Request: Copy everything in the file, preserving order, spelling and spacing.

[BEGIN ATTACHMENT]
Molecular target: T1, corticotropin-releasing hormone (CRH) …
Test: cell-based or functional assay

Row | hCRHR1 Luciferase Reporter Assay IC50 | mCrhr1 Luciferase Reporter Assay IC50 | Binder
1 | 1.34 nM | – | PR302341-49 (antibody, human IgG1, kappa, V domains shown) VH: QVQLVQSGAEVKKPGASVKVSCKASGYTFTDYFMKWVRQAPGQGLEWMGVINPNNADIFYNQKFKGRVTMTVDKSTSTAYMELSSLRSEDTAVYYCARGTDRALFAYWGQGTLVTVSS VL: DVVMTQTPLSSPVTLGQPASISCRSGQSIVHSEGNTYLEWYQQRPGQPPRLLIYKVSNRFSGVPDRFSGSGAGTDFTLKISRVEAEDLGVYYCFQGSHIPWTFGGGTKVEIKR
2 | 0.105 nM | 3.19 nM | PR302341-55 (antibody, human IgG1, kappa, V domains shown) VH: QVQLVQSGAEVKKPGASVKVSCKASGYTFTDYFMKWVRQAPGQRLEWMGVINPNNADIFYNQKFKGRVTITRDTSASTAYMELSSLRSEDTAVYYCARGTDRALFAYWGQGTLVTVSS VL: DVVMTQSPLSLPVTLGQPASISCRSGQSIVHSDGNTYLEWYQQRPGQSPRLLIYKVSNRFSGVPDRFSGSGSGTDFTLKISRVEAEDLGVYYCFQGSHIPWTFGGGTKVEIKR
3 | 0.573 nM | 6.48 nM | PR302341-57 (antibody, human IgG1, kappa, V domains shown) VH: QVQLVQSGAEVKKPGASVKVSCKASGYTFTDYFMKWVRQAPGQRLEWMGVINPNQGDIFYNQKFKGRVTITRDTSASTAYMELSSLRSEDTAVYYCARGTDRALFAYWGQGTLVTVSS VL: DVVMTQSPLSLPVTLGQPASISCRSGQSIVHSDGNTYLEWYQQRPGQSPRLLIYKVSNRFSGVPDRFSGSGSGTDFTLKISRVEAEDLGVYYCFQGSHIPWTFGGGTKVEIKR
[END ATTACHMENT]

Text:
Molecular target: T1, corticotropin-releasing hormone (CRH) …
Test: cell-based or functional assay

Row | hCRHR1 Luciferase Reporter Assay IC50 | mCrhr1 Luciferase Reporter Assay IC50 | Binder
1 | 1.34 nM | – | PR302341-49 (antibody, human IgG1, kappa, V domains shown) VH: QVQLVQSGAEVKKPGASVKVSCKASGYTFTDYFMKWVRQAPGQGLEWMGVINPNNADIFYNQKFKGRVTMTVDKSTSTAYMELSSLRSEDTAVYYCARGTDRALFAYWGQGTLVTVSS VL: DVVMTQTPLSSPVTLGQPASISCRSGQSIVHSEGNTYLEWYQQRPGQPPRLLIYKVSNRFSGVPDRFSGSGAGTDFTLKISRVEAEDLGVYYCFQGSHIPWTFGGGTKVEIKR
2 | 0.105 nM | 3.19 nM | PR302341-55 (antibody, human IgG1, kappa, V domains shown) VH: QVQLVQSGAEVKKPGASVKVSCKASGYTFTDYFMKWVRQAPGQRLEWMGVINPNNADIFYNQKFKGRVTITRDTSASTAYMELSSLRSEDTAVYYCARGTDRALFAYWGQGTLVTVSS VL: DVVMTQSPLSLPVTLGQPASISCRSGQSIVHSDGNTYLEWYQQRPGQSPRLLIYKVSNRFSGVPDRFSGSGSGTDFTLKISRVEAEDLGVYYCFQGSHIPWTFGGGTKVEIKR
3 | 0.573 nM | 6.48 nM | PR302341-57 (antibody, human IgG1, kappa, V domains shown) VH: QVQLVQSGAEVKKPGASVKVSCKASGYTFTDYFMKWVRQAPGQRLEWMGVINPNQGDIFYNQKFKGRVTITRDTSASTAYMELSSLRSEDTAVYYCARGTDRALFAYWGQGTLVTVSS VL: DVVMTQSPLSLPVTLGQPASISCRSGQSIVHSDGNTYLEWYQQRPGQSPRLLIYKVSNRFSGVPDRFSGSGSGTDFTLKISRVEAEDLGVYYCFQGSHIPWTFGGGTKVEIKR